Bassmaster Win is Graduation Gift for Miller and Billingsley
courtesy of Bassmaster

FT. GIBSON LAKE, OK, May 13, 2012 - Today was to have been the day for Mook Miller and Kyle Billingsley to walk across the stage of Bud Walton Arena and receive their undergraduate diplomas at the University of Arkansas in Fayetteville.

Instead, the two Arkansans walked across the B.A.S.S. weigh-in stage on the shoreline of Oklahoma’s Fort Gibson Lake and received their winner’s trophies at the Carhartt Bassmaster College Series Central Super Regional.

Miller and Billingsley won the tournament after weighing the final day’s biggest catch of 13 pounds, 14 ounces. They added that weight to yesterday’s catch of 14-3 for an overall weight of 28-1.

“Hopefully all of our professors and family members will forgive us because this was worth it,” said Miller, 22, a communications graduate. “Today at 1:30, we were supposed to be walking for graduation, and we missed the commencement ceremony.”

And what were they thinking about at 1:30 p.m.?

“We were thinking about how many fish we needed to put into the boat to win,” quipped Billingsley, 21, a business graduate.

It was only the Arkansans’ second trip to Fort Gibson, even though the lake is located less than 100 miles from the campus. A strategy came together after a classic postspawn pattern of textbook scenarios fell into place.

Midway through the first competition day and with an empty livewell, the anglers stopped their boat in an area of private boat docks located near creek channels.

A pattern showed signs of life when Miller caught a 14-inch keeper after pitching a wacky-rigged, 6-inch, watermelon red Yum Dinger worm around the wooden pilings. Billingsley responded by casting a chartreuse/black XCalibur Square Lip crankbait parallel down the sides of the piers and burning the lure back to the boat.

The team went on the hunt to locate similar docks positioned near 20 feet of water. More keepers were caught, and a strategy was in place.

The ideal selection of baits proved irresistible to the finicky postspawn fish they encountered during the competition. The slow, tantalizing action of the falling worm rig and the getaway-speed retrieve of the crankbait triggered reflex strikes of bass already feeding on shad swimming in the nearby channels.

Arkansas Tech’s Jordan Mullenix and Evan Smith came in second place with an overall weight of 26 pounds. The layout of Fort Gibson’s upper reaches ideally suited the team’s competitive strengths.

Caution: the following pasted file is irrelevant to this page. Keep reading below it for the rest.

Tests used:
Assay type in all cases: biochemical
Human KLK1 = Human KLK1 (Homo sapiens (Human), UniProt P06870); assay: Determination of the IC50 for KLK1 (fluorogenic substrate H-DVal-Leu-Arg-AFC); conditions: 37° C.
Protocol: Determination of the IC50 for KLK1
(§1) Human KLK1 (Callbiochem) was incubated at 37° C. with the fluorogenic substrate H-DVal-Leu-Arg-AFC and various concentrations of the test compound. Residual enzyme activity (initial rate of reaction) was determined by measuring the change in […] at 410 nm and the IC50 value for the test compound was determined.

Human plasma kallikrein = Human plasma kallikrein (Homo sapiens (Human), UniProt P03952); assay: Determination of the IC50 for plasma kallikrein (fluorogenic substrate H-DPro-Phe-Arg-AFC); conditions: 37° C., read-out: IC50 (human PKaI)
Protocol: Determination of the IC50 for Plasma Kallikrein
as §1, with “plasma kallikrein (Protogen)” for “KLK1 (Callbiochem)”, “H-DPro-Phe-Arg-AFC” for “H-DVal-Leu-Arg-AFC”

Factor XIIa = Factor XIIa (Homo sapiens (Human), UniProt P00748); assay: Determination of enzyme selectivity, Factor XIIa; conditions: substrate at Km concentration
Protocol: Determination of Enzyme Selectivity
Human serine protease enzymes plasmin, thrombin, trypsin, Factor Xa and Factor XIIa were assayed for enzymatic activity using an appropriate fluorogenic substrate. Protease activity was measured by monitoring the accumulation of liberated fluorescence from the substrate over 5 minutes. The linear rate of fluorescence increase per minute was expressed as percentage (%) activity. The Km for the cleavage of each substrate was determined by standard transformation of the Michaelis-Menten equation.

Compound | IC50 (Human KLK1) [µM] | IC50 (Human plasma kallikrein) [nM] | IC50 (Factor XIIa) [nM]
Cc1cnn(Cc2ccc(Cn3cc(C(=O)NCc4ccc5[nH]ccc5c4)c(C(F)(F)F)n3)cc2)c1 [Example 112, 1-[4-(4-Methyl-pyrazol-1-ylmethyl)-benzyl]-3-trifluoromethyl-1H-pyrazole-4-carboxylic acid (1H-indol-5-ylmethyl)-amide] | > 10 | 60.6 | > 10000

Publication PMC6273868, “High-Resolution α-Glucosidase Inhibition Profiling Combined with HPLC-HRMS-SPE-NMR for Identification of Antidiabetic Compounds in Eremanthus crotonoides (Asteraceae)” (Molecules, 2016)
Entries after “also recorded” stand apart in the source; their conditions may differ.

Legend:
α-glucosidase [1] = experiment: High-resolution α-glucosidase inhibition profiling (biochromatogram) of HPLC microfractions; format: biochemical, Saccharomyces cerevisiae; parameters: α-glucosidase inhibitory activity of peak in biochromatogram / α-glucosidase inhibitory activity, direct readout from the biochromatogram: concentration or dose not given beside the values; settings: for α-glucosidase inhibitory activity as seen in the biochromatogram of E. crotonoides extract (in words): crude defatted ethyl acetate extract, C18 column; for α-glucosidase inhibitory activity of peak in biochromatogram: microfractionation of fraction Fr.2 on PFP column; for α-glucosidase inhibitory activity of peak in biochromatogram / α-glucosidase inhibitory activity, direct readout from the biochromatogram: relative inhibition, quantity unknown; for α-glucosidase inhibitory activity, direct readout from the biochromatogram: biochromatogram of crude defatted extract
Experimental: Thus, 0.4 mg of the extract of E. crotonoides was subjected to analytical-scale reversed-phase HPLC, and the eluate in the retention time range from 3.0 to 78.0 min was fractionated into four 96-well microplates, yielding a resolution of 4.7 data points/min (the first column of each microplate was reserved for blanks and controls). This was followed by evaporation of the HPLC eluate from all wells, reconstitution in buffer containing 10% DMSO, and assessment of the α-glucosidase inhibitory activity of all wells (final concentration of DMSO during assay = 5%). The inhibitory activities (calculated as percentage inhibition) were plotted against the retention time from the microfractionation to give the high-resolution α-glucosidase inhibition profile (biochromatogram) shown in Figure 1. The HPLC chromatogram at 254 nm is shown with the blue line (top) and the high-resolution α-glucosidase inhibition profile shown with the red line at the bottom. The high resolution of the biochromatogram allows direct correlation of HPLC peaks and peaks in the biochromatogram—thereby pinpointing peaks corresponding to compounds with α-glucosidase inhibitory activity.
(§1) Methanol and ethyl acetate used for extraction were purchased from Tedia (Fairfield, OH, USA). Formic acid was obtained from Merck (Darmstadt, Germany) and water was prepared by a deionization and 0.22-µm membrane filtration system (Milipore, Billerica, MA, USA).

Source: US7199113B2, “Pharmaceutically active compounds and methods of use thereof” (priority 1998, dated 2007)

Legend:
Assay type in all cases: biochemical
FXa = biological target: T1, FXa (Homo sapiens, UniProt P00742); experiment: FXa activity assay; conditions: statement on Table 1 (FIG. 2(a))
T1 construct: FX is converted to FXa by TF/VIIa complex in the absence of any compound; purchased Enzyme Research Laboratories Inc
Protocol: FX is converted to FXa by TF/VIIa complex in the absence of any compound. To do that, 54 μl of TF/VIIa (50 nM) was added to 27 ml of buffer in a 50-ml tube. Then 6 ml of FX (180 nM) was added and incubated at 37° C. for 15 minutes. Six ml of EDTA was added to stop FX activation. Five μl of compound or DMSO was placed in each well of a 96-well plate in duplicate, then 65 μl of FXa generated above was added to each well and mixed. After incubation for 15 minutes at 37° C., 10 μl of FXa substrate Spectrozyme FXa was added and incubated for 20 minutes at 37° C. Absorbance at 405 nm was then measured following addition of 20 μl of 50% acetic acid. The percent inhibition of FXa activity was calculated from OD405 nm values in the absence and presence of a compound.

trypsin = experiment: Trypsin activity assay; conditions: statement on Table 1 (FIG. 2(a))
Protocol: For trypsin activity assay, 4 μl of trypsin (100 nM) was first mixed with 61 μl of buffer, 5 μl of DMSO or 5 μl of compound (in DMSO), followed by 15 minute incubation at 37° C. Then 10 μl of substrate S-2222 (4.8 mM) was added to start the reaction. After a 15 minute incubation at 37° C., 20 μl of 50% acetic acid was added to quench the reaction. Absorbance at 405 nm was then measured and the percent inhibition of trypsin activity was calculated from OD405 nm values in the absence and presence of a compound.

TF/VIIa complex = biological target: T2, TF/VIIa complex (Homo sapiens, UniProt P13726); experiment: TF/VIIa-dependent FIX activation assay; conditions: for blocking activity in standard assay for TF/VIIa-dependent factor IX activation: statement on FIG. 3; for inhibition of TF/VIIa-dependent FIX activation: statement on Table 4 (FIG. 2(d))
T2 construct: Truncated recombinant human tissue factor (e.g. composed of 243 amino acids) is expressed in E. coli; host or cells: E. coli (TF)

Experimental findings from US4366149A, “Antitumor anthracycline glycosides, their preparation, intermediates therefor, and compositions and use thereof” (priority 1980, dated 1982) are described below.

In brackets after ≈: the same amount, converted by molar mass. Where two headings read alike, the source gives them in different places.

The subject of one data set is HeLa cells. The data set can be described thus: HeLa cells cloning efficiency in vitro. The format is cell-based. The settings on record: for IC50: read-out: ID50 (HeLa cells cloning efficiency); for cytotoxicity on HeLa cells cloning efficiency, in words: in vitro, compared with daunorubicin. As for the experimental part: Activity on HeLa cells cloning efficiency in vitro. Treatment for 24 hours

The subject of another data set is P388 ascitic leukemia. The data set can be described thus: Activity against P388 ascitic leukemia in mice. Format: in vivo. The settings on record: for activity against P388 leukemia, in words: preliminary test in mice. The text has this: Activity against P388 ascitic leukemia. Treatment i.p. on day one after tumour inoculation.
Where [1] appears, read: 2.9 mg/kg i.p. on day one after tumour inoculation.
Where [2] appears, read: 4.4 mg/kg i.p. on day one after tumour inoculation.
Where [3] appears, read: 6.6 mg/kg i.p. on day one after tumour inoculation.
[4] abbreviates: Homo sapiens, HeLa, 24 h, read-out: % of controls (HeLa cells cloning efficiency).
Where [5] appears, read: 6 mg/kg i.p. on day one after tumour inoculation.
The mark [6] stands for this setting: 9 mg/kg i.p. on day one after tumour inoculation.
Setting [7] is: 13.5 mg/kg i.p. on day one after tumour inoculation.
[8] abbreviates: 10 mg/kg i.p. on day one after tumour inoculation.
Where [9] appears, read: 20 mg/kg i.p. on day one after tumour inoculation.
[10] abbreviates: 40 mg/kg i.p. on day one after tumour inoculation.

“River fishing is more our style, so we focused up the river,” said Mullenix, 21, an emergency management major from Mount Ida. “We like shallow, dirty water, and we found it up there after all the rain.”

The team put those strengths into play by searching for stretches of the Grand River holding a steady current. They correctly surmised partly sunny skies would keep the fish holding tight to underwater habitat. That was found in the form of isolated stretches of rocky shorelines.

The team’s key bait during sunny conditions was an 8-inch black/blue Havoc Juice Worm rigged Texas style with a ¼-ounce sinker. Strikes came when the rig bounced into the rocky crevices as the anglers hopped the lure downstream with the current.

The effort produced a first-day limit weighing 13-3 that landed the team in 7th place. The catch was anchored by Smith’s largemouth weighing 5-10 that proved to be the biggest bass of the tournament.

A changeup was necessary on the final day after overnight rainfall made the daytime skies turn overcast. The fish abandoned the rocky habitat and dispersed to an underwater ridge to feed on shad.

The new lure of choice was a baby bass color Heddon Super Spook Junior topwater plug. Smith made long casts with the minnow imitator across the flat where the bass were breaking the surface as they fed on the shad. The effort produced a limit weighing 12-12 that moved the Arkansans into second place.

Smith scored his second Carhartt Big Bass Award of the season with the 5-10 largemouth caught at Fort Gibson. He also won the award after landing a 9-pounder at the South Super Regional held on Lake Guntersville, Ala.

The Central Super Regional is one of four qualifying events toward the Carhartt Basssmaster College Series National Championship. The championship will determine the berth reserved for the top college bass angler at the 2013 Bassmaster Classic. For complete tournament information visit www.Bassmaster.com

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